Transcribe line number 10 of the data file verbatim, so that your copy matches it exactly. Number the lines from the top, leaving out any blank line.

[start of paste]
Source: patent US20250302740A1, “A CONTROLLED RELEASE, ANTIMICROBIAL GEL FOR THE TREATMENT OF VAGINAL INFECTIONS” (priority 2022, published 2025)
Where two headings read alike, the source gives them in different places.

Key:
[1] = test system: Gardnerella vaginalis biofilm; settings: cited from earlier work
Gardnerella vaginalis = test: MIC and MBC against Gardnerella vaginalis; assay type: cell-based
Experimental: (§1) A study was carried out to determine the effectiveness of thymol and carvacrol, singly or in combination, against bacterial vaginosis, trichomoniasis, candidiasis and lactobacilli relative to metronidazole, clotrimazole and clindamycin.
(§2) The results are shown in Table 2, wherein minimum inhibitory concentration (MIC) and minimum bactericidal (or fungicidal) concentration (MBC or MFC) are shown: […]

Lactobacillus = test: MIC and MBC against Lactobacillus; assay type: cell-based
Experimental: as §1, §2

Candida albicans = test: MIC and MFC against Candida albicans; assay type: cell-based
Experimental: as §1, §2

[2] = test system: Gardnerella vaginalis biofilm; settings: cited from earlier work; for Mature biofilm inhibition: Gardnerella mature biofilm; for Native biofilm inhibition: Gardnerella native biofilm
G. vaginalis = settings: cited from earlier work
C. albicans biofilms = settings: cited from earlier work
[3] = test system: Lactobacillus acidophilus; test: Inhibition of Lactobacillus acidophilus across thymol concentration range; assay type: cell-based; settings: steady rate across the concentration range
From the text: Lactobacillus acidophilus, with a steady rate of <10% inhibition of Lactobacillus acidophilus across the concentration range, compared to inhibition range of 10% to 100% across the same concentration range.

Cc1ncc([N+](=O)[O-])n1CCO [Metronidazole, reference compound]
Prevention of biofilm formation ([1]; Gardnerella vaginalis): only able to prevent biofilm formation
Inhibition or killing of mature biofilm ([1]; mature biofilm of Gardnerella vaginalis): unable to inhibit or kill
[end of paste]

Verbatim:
Candida albicans = test: MIC and MFC against Candida albicans; assay type: cell-based